GALVESTON — A great white shark could find itself off the Texas coast in the next couple weeks.
Then again, it also could go somewhere else.
News outlets around the country breathlessly reported this week that a 14-foot, 2,300-pound great white shark named Katherine was swimming in the Gulf of Mexico, having made a seven-month journey from Cape Cod in Massachusetts.
Katherine, who is being tracked with an electronic tag that sends a GPS signal to a satellite, was last detected in the Gulf of Mexico, about 140 miles off the coast off Panama City, Fla.
According to the shark’s movement history, it has mostly stuck close to the coast and seems to now be making its way west, toward Alabama, Louisiana and, yes, Texas.
But are sharks so predictable that researchers can determine where they are going weeks in advance?
No, says one of the researchers following Katherine’s progress.
“There is no ‘actual evidence’ for this speculation, and it cannot be stated as a factual prediction with some degree of certainty at this point,” said Robert Hueter, the director of shark research at the Mote Marine Center in Sarasota, Fla.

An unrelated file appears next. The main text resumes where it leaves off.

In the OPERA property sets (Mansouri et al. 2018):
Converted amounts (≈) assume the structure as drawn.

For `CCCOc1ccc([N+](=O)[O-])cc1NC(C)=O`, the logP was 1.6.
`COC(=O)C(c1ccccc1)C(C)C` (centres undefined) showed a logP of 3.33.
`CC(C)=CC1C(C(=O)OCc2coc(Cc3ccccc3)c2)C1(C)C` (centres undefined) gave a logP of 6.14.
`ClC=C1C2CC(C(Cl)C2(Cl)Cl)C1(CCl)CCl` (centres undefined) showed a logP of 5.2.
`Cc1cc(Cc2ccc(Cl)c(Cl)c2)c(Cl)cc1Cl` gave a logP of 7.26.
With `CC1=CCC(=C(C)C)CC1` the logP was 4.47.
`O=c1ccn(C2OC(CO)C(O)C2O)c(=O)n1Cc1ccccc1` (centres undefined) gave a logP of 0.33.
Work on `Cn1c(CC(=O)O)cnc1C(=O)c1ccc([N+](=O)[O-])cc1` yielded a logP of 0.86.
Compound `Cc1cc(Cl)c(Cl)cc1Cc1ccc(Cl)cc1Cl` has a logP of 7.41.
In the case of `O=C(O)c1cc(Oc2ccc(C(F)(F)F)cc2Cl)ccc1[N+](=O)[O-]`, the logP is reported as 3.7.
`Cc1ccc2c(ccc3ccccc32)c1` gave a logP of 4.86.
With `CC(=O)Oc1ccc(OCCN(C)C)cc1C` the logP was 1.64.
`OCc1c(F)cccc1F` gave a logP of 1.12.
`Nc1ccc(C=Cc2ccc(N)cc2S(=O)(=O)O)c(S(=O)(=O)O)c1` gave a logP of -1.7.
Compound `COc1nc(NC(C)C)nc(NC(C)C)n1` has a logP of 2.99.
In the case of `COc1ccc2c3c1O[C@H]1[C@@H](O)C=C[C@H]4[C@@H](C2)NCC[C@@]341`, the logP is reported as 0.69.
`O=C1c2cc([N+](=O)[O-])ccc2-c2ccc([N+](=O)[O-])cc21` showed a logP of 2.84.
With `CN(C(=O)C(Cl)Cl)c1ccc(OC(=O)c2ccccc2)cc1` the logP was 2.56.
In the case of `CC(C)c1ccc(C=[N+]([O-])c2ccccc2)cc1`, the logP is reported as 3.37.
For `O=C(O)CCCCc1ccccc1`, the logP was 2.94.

“It’s only one of several possible scenarios,” Hueter said of Katherine’s possible destinations. “She could continue to follow the continental slope in the northern Gulf, as she’s been doing for the past week or so, which would eventually take her west past the Mississippi River, eventually approaching the Texas Coast.
“Or she could stay in the northeastern Gulf and not go west of the Mississippi. That would not be surprising. She could also turn and head out into deep water in the central Gulf.
“Who knows? That’s why we do the tracking.”
Hueter has been working with OCEARCH, a foundation dedicated to shark research, to track Katherine and three other sharks that were tagged in Massachusetts waters last summer. Another shark, Betsy, has also been detected off the Florida coast. The tags that track the sharks’ locations offer more data than older methods of shark tracking, which mostly rely on a shark being caught, recording and released.
OCEARCH has created a mobile app that allows people to track the location of the animals as they continue to explore the Gulf.